Unit Five Asia’s Economic Crisis and Changing Competitiveness in the World Market How the improvement of Asian countries’ competitiveness can increase their exports to ensure a better balance of payment depends on the elasticity of import demand of Asian export goods in the world market. The elasticity of overseas demand for Asian exports is considered to be low due to the fact that Asian countries compete with one after another, rather than with developed countries in the international market. When overseas demand for Asian exports is inelastic, depreciation rates of Asian countries are the same, and Asian countries compete against each other, then Asian countries will not enjoy improvement of price competitiveness by depreciation, but will only suffer welfare loss.

Unit Five Asia’s Economic Crisis and Changing Competitiveness in the World Market The Korean won depreciation of 20~30 percent in comparison to its competitors such as Japan, Taiwan and China, will allow the country take advantage of this chance to expand export earnings. However, Korea’s exports to ASEAN countries, which have enjoyed a high growth rate in the last decade thanks to the rapid expansion of market demand resulting from a high growth rate and a rise of individual income in ASEAN, are recently showing a stagnant growth rate. Therefore, the prospects of Korea’s exports to ASEAN are not so bright because of the deep economic stagnancy and retrenchment in the region.

Unit Five Asia’s Economic Crisis and Changing Competitiveness in the World Market More Active International Cooperation Will Stabilize the Asian Economy The crisis in Asia is expected to have a great impact on economic cooperation among Asian countries themselves. Japan and newly industrialized economies (NIEs), which lead foreign investment in Asia, may reduce domes

tic and overseas investment. Intra-Asian trade has not augmented rapidly, owing to the curtailment of the total import volume and investment. On the other hand, alteration of the relative price of each currency will trigger trade diversion. Some Asian imports from developed countries with strong currencies will be diverted to imports from neighboring countries.

Unit Five Asia’s Economic Crisis and Changing Competitiveness in the World Market Despite the changing economic environment, most Asian countries will enjoy limited benefits of the strengthened price competitiveness because Asian countries, excluding Japan and NIEs, have a similar trade pattern. That is, the exchange between raw material and capital goods in intraAsian trade and exchange between consumer goods and raw material and capital goods.

Unit Five Asia’s Economic Crisis and Changing Competitiveness in the World Market Asian Economic Situation Largely Influenced by Changes in the Yen and Yuan One of the most important factors for the stabilization and recovery of the Asian economy is the stabilization of the value of Japanese and Chinese currencies. If the yen’s value continues to drop to over 150 yen to the dollar, and the Chinese government, which wants to recover its plunging competitiveness, tries to devalue the yuan, the possibility that a financial panic will arise in some Asian countries under IMFsupported programs is higher. The Japanese government is trying desperately to stabilize the recently turbulent yen value.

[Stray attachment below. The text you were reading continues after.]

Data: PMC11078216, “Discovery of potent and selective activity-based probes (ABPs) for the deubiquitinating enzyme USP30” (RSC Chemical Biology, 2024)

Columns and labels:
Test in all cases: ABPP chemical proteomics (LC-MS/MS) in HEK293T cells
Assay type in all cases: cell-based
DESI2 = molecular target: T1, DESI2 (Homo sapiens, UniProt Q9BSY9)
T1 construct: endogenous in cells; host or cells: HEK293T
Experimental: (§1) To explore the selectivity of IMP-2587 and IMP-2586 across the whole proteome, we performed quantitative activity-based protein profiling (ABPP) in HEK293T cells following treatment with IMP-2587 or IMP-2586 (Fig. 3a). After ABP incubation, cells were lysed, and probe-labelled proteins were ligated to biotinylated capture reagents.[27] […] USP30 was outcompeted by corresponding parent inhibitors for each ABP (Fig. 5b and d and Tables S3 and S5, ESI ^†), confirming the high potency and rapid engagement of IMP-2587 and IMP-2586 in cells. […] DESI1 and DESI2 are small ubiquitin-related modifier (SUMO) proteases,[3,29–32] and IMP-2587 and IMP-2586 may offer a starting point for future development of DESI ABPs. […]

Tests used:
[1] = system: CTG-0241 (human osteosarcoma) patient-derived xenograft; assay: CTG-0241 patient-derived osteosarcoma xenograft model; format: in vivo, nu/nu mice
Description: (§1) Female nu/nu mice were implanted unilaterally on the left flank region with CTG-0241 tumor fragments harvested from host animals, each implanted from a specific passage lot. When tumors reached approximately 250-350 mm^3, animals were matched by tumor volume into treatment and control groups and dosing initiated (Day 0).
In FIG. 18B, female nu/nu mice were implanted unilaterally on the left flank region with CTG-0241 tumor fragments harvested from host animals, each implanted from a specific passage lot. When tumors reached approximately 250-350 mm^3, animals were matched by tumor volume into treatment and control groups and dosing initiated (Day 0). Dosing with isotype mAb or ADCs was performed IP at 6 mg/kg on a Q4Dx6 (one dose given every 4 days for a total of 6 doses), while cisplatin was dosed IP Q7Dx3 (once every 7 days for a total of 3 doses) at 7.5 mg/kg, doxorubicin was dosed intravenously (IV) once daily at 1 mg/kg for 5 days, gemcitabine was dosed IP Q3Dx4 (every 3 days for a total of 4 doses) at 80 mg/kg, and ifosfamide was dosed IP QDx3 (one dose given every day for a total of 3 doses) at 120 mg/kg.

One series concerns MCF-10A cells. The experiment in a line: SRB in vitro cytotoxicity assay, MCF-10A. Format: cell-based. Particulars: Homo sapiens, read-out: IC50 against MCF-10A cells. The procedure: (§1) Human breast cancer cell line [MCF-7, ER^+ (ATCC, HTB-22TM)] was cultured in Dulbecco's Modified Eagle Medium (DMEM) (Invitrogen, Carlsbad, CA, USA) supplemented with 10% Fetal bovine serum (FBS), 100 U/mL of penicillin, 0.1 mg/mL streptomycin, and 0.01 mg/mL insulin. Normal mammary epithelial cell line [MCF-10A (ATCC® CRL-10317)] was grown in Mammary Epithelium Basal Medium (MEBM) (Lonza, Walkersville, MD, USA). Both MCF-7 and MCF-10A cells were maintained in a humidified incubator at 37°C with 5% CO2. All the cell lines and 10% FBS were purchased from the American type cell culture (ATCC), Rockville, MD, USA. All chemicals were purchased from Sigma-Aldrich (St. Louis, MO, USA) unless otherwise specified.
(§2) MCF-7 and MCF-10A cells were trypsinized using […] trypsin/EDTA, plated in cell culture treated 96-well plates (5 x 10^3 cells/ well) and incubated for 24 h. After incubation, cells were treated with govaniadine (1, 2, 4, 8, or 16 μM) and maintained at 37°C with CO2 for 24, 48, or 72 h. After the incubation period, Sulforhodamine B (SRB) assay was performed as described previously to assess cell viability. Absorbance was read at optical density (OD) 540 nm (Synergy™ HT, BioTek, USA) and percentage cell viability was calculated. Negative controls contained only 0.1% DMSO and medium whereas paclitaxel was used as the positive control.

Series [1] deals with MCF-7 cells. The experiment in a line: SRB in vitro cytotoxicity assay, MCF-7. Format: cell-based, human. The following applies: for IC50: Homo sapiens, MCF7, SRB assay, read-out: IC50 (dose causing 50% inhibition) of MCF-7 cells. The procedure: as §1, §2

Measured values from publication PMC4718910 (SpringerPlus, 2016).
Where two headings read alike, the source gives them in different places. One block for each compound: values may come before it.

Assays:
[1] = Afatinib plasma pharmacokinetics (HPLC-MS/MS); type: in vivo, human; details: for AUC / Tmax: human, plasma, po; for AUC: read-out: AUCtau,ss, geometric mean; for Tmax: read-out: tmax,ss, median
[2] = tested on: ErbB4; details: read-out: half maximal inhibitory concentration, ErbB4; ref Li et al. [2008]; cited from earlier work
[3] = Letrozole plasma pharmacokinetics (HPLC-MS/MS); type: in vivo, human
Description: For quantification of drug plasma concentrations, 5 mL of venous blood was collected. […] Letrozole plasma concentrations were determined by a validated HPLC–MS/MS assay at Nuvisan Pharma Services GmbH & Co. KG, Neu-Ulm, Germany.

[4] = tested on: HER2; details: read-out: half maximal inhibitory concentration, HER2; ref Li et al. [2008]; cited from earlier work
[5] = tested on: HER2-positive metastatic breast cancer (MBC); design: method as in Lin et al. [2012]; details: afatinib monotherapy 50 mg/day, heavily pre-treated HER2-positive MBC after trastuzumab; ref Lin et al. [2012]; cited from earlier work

Unit Five Asia’s Economic Crisis and Changing Competitiveness in the World Market Stabilization of the yen, and further devaluation in China depends on how the American authorities perceive the currency crisis in Asia. Indeed, there is a great possibility that a threat to the growth and stability of Asia could spread to America. Recently, America has come to recognize the importance of a stable yen value and economic stabilization in Asia and has stepped in to aid this stabilization process. It is still difficult to expect good prospects for the Asian economy in the near term. The rescue packages for Thailand and Korea have been partially successful despite the numerous problems remaining to be solved. According to the Bank for International Settlements, Thailand has 50 billion US dollars in debt falling due over the next two years, Korea has 74 billion dollars and Indonesia 38 billion dollars. That adds up to a cash flow squeeze that has not heretofore been offset by an international rescue package. Indonesia’s situation looks particularly onerous as uncertainties remain over the stability of the present regime.

Unit Five Asia’s Economic Crisis and Changing Competitiveness in the World Market

In order to connect the improvement of price competitiveness brought about by the currency depreciation to increased export earnings, foreign debt repayment and rehabilitation of the economy, international cooperation is essential as are internal econom

ic reforms in Asia.
(from KIET Economic Review)

Unit Five Asia’s Economic Crisis and Changing Competitiveness in the World Market

Exercises ? Ⅰ. Translate the following into English, using the words or phrases in the text: